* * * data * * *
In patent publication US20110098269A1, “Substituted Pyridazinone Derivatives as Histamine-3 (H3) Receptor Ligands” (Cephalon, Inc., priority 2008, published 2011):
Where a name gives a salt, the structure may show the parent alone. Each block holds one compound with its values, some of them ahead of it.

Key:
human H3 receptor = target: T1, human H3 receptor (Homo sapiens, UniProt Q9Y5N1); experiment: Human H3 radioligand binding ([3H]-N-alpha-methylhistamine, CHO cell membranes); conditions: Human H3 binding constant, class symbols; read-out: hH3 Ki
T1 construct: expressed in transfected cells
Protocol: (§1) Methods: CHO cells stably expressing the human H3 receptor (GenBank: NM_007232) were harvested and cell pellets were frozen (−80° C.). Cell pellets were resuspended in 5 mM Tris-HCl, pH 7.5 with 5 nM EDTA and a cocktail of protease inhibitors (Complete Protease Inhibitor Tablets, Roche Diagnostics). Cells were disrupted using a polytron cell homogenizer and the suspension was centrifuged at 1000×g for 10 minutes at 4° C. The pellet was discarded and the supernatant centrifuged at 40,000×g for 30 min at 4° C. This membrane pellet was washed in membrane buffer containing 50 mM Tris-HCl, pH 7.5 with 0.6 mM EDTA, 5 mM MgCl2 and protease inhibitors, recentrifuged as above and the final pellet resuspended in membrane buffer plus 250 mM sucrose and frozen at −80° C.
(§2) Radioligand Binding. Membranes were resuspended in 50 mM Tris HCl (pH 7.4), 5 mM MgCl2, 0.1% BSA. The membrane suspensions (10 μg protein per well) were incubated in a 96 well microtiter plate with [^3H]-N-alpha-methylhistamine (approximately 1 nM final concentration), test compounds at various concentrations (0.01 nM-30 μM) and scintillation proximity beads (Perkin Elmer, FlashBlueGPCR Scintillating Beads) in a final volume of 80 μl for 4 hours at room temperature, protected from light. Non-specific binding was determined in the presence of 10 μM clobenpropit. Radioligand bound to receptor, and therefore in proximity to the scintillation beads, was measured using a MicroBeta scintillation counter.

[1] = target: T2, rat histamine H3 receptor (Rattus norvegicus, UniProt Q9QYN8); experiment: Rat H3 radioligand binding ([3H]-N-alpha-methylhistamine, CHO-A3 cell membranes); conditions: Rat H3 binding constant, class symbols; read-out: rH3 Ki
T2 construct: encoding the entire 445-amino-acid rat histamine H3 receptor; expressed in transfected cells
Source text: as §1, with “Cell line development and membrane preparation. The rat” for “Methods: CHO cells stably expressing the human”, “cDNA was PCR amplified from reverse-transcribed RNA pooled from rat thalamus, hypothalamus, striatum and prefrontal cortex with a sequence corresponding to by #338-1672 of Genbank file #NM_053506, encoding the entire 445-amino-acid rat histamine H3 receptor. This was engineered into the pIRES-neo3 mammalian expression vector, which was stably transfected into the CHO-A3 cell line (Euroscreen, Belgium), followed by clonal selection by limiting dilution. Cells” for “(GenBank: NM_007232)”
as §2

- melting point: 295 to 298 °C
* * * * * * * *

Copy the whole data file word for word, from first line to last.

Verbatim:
In patent publication US20110098269A1, “Substituted Pyridazinone Derivatives as Histamine-3 (H3) Receptor Ligands” (Cephalon, Inc., priority 2008, published 2011):
Where a name gives a salt, the structure may show the parent alone. Each block holds one compound with its values, some of them ahead of it.

Key:
human H3 receptor = target: T1, human H3 receptor (Homo sapiens, UniProt Q9Y5N1); experiment: Human H3 radioligand binding ([3H]-N-alpha-methylhistamine, CHO cell membranes); conditions: Human H3 binding constant, class symbols; read-out: hH3 Ki
T1 construct: expressed in transfected cells
Protocol: (§1) Methods: CHO cells stably expressing the human H3 receptor (GenBank: NM_007232) were harvested and cell pellets were frozen (−80° C.). Cell pellets were resuspended in 5 mM Tris-HCl, pH 7.5 with 5 nM EDTA and a cocktail of protease inhibitors (Complete Protease Inhibitor Tablets, Roche Diagnostics). Cells were disrupted using a polytron cell homogenizer and the suspension was centrifuged at 1000×g for 10 minutes at 4° C. The pellet was discarded and the supernatant centrifuged at 40,000×g for 30 min at 4° C. This membrane pellet was washed in membrane buffer containing 50 mM Tris-HCl, pH 7.5 with 0.6 mM EDTA, 5 mM MgCl2 and protease inhibitors, recentrifuged as above and the final pellet resuspended in membrane buffer plus 250 mM sucrose and frozen at −80° C.
(§2) Radioligand Binding. Membranes were resuspended in 50 mM Tris HCl (pH 7.4), 5 mM MgCl2, 0.1% BSA. The membrane suspensions (10 μg protein per well) were incubated in a 96 well microtiter plate with [^3H]-N-alpha-methylhistamine (approximately 1 nM final concentration), test compounds at various concentrations (0.01 nM-30 μM) and scintillation proximity beads (Perkin Elmer, FlashBlueGPCR Scintillating Beads) in a final volume of 80 μl for 4 hours at room temperature, protected from light. Non-specific binding was determined in the presence of 10 μM clobenpropit. Radioligand bound to receptor, and therefore in proximity to the scintillation beads, was measured using a MicroBeta scintillation counter.

[1] = target: T2, rat histamine H3 receptor (Rattus norvegicus, UniProt Q9QYN8); experiment: Rat H3 radioligand binding ([3H]-N-alpha-methylhistamine, CHO-A3 cell membranes); conditions: Rat H3 binding constant, class symbols; read-out: rH3 Ki
T2 construct: encoding the entire 445-amino-acid rat histamine H3 receptor; expressed in transfected cells
Source text: as §1, with “Cell line development and membrane preparation. The rat” for “Methods: CHO cells stably expressing the human”, “cDNA was PCR amplified from reverse-transcribed RNA pooled from rat thalamus, hypothalamus, striatum and prefrontal cortex with a sequence corresponding to by #338-1672 of Genbank file #NM_053506, encoding the entire 445-amino-acid rat histamine H3 receptor. This was engineered into the pIRES-neo3 mammalian expression vector, which was stably transfected into the CHO-A3 cell line (Euroscreen, Belgium), followed by clonal selection by limiting dilution. Cells” for “(GenBank: NM_007232)”
as §2

- melting point: 295 to 298 °C